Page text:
Strategists toy with race card

WASHINGTON — The U.S. political world was afire on Thursday over an explosive report that Republican party strategists are proposing doing “exactly what John McCain would not allow us to do” by launching personal, racially tinged attacks against U.S. President Barack Obama ahead of November’s election.

WASHINGTON — The U.S. political world was afire on Thursday over an explosive report that Republican party strategists are proposing doing “exactly what John McCain would not allow us to do” by launching personal, racially tinged attacks against U.S. President Barack Obama ahead of November’s election.

The New York Times reported Thursday that a high-profile group of Republican strategists is proposing a $10 million ad campaign that will link “Barack Hussein Obama” to the race-related sentiments once aired by the Rev. Jeremiah Wright, who preached at the church he once attended.

It’s a tactic McCain steadfastly rejected when he ran against Obama in the 2008 presidential election, and one that didn’t get Hillary Clinton very far when she employed it during her bruising primary battle against the then-senator a few months earlier.

The group, commissioned by Joe Ricketts, the billionaire founder of the brokerage firm TD Ameritrade — a company partially owned by Canada’s TD Bank — also suggests hiring an “extremely literate conservative African-American” as a spokesman to argue that Obama has misrepresented himself as a “metrosexual, black Abe Lincoln.”

Mitt Romney, the presumptive Republican nominee, said he had no intention of running a campaign based on “character assassination,” disavowing the so-called Super PAC that’s making the proposals.

“I repudiate the effort by that PAC to promote an ad strategy of the nature they’ve described,” he told the conservative website Townhall.com.

“I would like to see this campaign focus on the economy, on getting people back to work, on seeing rising incomes and growing prosperity — particularly for those in the middle class of America.”

Reaction to the story was fast and furious in the U.S. capital.

“This morning’s story revealed the appalling lengths to which Republican operatives and Super PACs apparently are willing to go to tear down the President and elect Mitt Romney,” White House spokesman Jim Messina said in a statement.

“The blueprint for a hate-filled, divisive campaign of character assassination speaks for itself. It also reflects how far the party has drifted in four short years since John McCain rejected these very tactics.”

A statement released on behalf of Ricketts, however, said the Wright plan was simply one of many under consideration by the PAC.

“Not only was this plan merely a proposal . . . but it reflects an approach to politics that Mr. Ricketts rejects, and it was never a plan to be accepted but only a suggestion for a direction to take,” said Brian Baker, head of the Ending Spending Action Fund.

“Mr. Ricketts intends to work hard to help elect a president this fall who shares his commitment to economic responsibility, but his efforts are and will continue to be focused entirely on questions of fiscal policy, not attacks that seek to divide us socially or culturally.”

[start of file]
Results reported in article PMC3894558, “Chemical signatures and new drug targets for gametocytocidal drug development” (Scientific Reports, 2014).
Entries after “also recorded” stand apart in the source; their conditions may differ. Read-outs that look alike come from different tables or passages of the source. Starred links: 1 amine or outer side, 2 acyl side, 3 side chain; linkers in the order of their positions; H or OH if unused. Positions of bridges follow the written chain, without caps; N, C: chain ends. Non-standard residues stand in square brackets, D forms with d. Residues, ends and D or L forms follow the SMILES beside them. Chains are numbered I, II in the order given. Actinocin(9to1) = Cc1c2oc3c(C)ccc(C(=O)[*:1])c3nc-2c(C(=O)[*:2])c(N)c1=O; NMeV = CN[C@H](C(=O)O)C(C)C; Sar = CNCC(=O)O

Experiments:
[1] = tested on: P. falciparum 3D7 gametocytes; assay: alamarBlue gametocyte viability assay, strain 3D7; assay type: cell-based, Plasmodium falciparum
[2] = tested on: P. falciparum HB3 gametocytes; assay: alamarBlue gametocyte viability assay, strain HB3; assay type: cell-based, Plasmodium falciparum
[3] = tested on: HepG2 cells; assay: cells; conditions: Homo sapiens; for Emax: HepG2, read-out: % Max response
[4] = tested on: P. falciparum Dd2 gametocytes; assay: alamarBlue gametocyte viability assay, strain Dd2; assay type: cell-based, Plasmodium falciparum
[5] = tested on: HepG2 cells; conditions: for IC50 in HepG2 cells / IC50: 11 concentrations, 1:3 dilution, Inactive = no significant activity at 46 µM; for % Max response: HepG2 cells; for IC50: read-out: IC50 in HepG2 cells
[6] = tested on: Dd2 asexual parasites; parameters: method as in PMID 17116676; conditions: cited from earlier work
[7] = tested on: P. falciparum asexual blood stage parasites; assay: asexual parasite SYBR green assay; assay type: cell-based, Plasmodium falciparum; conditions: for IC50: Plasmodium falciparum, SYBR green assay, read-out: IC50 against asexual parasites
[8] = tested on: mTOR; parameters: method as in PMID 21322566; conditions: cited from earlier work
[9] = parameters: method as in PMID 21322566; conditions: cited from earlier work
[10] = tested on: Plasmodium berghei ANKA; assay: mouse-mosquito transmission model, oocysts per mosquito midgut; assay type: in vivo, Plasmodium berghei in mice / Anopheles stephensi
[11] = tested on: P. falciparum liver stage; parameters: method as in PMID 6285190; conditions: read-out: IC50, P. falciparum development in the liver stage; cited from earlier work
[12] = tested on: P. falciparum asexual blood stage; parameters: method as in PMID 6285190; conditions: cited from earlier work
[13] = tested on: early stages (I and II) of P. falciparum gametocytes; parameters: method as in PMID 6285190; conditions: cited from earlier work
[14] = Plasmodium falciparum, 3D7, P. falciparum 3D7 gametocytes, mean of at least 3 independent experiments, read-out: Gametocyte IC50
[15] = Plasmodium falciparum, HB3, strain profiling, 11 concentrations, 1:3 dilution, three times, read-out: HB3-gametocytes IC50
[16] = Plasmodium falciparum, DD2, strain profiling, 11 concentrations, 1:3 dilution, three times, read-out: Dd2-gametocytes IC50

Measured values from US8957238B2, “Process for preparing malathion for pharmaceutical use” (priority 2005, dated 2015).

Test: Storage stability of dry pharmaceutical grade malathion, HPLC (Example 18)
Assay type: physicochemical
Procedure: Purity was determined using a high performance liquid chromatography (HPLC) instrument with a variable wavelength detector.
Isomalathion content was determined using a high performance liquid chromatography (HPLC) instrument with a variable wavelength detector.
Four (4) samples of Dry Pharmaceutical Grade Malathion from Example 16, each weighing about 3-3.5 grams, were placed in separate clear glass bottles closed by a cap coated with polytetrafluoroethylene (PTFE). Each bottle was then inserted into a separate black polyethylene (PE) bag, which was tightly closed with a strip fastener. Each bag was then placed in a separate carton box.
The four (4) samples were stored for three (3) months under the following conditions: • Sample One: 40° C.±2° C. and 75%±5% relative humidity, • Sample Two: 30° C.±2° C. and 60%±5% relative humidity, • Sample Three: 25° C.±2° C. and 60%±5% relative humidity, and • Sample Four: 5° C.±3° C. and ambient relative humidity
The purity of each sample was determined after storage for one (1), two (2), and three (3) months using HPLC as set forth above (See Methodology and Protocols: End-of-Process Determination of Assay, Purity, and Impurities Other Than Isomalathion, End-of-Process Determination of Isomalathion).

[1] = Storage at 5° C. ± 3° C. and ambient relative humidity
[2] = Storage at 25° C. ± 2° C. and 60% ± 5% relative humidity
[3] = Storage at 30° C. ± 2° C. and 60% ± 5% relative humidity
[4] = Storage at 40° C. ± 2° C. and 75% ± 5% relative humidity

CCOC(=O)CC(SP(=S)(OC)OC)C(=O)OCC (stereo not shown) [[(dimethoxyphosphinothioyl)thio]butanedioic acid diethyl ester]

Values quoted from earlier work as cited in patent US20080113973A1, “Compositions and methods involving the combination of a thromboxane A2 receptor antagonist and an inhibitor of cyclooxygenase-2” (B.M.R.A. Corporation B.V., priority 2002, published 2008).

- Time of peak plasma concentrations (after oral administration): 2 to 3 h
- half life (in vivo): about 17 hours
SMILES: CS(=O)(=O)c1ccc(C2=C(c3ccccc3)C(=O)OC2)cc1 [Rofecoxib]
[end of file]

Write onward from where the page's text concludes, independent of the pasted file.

Fred Davis, the Hollywood consultant and apparent brainchild behind the Wright line of attack, said Thursday that Ricketts — owner of the Chicago Cubs — had nixed the proposal.

“The Ricketts family never approved it, and nothing has happened on it since the presentation,” he told CBS News.

According to the Times report, the proposal intones that “the world is about to see Jeremiah Wright and understand his influence on Barack Obama for the first time in a big, attention-arresting way.”

It went on: “Our plan is to do exactly what John McCain would not let us do: Show the world how Barack Obama’s opinions of America and the world were formed. And why the influence of that misguided mentor and our president’s formative years among left-wing intellectuals has brought our country to its knees.”

Davis, a onetime McCain adviser, was barred by the Arizona senator from using the tactic during his own run for president.

The New York Times obtained a copy of the 54-page advertising plan — entitled The Defeat of Barack Hussein Obama — by someone who was alarmed by its tone, the Times reported.

The story broke as the U.S. Census Bureau released a report that shows a nation at a racial milestone: white births are no longer the majority.

For the first time, there are more black, Hispanic and other minority babies being born than white babies, suggesting the United States is becoming “majority minority.”

In an election year, the findings were sure to spark debate on what it means to be the “real Americans” Republicans frequently speak of.

The timing of the Times story on top of the Census report makes clear that the type of tactics being suggested by the Republican strategists are woefully out of touch, says Jack Pitney, a one-time Republican congressional aide now teaching politics at Claremont McKenna College in California.

“There’s absolutely no appetite for it in this political culture and they’ve been reluctant to raise it anyway — Republicans have been skittish about attacks that invite charges of race-baiting, and rightfully so,” he said.

“It’s a terrible idea, and this kind of attack would in turn lead to a furious counter-attack and throw the debate off economics, and Republicans want this to be an election on economics.”

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